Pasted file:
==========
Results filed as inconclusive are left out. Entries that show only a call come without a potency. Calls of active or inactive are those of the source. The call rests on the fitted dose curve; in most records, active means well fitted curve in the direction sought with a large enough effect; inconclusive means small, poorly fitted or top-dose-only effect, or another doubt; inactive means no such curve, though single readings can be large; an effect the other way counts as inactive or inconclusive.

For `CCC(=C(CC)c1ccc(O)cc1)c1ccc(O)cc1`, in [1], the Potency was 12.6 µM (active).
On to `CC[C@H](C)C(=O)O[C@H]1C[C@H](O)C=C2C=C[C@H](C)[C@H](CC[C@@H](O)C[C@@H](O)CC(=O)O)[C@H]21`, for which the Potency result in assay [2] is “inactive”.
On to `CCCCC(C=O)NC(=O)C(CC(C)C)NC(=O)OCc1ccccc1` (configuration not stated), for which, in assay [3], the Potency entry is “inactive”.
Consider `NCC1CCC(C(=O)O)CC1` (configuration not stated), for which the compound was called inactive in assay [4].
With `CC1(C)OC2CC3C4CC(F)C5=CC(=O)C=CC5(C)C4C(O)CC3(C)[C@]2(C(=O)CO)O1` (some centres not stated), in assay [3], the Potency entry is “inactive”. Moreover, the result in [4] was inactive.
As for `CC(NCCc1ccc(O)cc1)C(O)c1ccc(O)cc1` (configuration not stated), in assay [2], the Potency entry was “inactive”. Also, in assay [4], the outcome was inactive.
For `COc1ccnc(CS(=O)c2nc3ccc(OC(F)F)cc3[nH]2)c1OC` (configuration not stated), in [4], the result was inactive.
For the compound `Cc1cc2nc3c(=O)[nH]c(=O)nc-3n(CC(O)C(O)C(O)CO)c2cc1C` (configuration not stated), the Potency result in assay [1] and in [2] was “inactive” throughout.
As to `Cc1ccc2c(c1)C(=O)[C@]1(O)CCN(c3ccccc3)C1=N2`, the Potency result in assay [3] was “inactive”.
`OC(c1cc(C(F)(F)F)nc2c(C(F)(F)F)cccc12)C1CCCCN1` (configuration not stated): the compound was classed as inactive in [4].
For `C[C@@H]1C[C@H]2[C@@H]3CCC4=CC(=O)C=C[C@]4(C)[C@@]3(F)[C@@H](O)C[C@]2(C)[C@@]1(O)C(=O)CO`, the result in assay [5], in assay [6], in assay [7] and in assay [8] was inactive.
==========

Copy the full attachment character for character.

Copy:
Results filed as inconclusive are left out. Entries that show only a call come without a potency. Calls of active or inactive are those of the source. The call rests on the fitted dose curve; in most records, active means well fitted curve in the direction sought with a large enough effect; inconclusive means small, poorly fitted or top-dose-only effect, or another doubt; inactive means no such curve, though single readings can be large; an effect the other way counts as inactive or inconclusive.

For `CCC(=C(CC)c1ccc(O)cc1)c1ccc(O)cc1`, in [1], the Potency was 12.6 µM (active).
On to `CC[C@H](C)C(=O)O[C@H]1C[C@H](O)C=C2C=C[C@H](C)[C@H](CC[C@@H](O)C[C@@H](O)CC(=O)O)[C@H]21`, for which the Potency result in assay [2] is “inactive”.
On to `CCCCC(C=O)NC(=O)C(CC(C)C)NC(=O)OCc1ccccc1` (configuration not stated), for which, in assay [3], the Potency entry is “inactive”.
Consider `NCC1CCC(C(=O)O)CC1` (configuration not stated), for which the compound was called inactive in assay [4].
With `CC1(C)OC2CC3C4CC(F)C5=CC(=O)C=CC5(C)C4C(O)CC3(C)[C@]2(C(=O)CO)O1` (some centres not stated), in assay [3], the Potency entry is “inactive”. Moreover, the result in [4] was inactive.
As for `CC(NCCc1ccc(O)cc1)C(O)c1ccc(O)cc1` (configuration not stated), in assay [2], the Potency entry was “inactive”. Also, in assay [4], the outcome was inactive.
For `COc1ccnc(CS(=O)c2nc3ccc(OC(F)F)cc3[nH]2)c1OC` (configuration not stated), in [4], the result was inactive.
For the compound `Cc1cc2nc3c(=O)[nH]c(=O)nc-3n(CC(O)C(O)C(O)CO)c2cc1C` (configuration not stated), the Potency result in assay [1] and in [2] was “inactive” throughout.
As to `Cc1ccc2c(c1)C(=O)[C@]1(O)CCN(c3ccccc3)C1=N2`, the Potency result in assay [3] was “inactive”.
`OC(c1cc(C(F)(F)F)nc2c(C(F)(F)F)cccc12)C1CCCCN1` (configuration not stated): the compound was classed as inactive in [4].
For `C[C@@H]1C[C@H]2[C@@H]3CCC4=CC(=O)C=C[C@]4(C)[C@@]3(F)[C@@H](O)C[C@]2(C)[C@@]1(O)C(=O)CO`, the result in assay [5], in assay [6], in assay [7] and in assay [8] was inactive.